65% of tech decision-makers rated white papers as “very” to “extremely influential” over their purchase decision.
68% rated case studies the same way.
67% rated podcasts as influential.
And 62% cited video.
And 61% said brochures/data sheets were “very” to “extremely influential.”
THOUGHT: Among those forms of B2B content, however, only podcasts increased in consumption from last year while video remained the same. Seventy-seven percent said that visuals such as charts are extremely to moderately important to include in white papers. Six pages was often cited as the ideal length of a white paper.
Add it all up and what I think this says fairly clearly is that people are increasingly crunched for time. Podcasts can listened to while working or driving and people often treat video as audio, listening to a video play in one browser tab while doing research on another tab. The importance of charts and graphs in white papers is indicative of the preference of consuming information at a glance.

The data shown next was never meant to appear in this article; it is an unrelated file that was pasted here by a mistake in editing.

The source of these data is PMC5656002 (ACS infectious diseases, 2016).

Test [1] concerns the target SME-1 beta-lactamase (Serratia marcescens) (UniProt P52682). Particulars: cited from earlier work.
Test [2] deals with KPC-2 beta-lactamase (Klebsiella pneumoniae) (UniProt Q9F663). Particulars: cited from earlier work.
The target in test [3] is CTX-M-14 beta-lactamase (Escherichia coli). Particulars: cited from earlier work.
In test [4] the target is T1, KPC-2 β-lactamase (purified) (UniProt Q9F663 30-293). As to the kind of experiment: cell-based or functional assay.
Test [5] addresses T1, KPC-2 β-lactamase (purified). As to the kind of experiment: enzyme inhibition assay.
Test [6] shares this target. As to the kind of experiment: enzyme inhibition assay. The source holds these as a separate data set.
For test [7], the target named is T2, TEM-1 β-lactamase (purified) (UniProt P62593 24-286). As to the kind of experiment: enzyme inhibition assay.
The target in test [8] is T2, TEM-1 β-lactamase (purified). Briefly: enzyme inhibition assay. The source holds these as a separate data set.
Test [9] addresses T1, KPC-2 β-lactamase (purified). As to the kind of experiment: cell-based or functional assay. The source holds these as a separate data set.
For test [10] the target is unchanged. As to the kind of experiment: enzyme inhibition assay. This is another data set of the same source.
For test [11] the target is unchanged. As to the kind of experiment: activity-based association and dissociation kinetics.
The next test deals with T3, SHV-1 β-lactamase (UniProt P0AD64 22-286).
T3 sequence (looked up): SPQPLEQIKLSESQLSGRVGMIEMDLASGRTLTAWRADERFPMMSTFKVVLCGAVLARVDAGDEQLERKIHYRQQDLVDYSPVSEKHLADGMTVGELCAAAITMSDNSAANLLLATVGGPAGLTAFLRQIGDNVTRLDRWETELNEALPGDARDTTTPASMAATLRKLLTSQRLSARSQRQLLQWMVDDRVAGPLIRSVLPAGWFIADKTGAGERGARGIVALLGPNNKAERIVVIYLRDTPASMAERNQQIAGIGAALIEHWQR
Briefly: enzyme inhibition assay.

If you’ve got multimedia content on your website or if you share a full range of content on Facebook or Twitter or LinkedIn–from video and audio to blog posts and simple documents–take a look at your analytics and see which types of content is more appealing. Then use those channels to direct people to further information.
If you’ve got a white paper, consider recording a video and/or audio version of it with the highlights and then direct viewers/listeners to the actual white paper for more information (might be of use for video walls at trade shows too). That way, you can provide content in the form people prefer it while also tracking the effectiveness of your various content types.
One last finding from the report: Of the 52% who recalled encountering social network sharing buttons, 77% perceived collateral as “much more influential” or “somewhat more influential” if they were given the option to share the content on a social networking site.
My instinct tells me that the reason sharable content is perceived as influential is because by doing so, the sharer will appear more authoritative by doing so. That, of course, assumes the content in question itself is valuable enough to share.
FOLLOW FRIDAY: Tunheim media relations/online communications/event planning wunderkind, Natalie Wires.
Thank you for Rock Em, Sock Em Robots.
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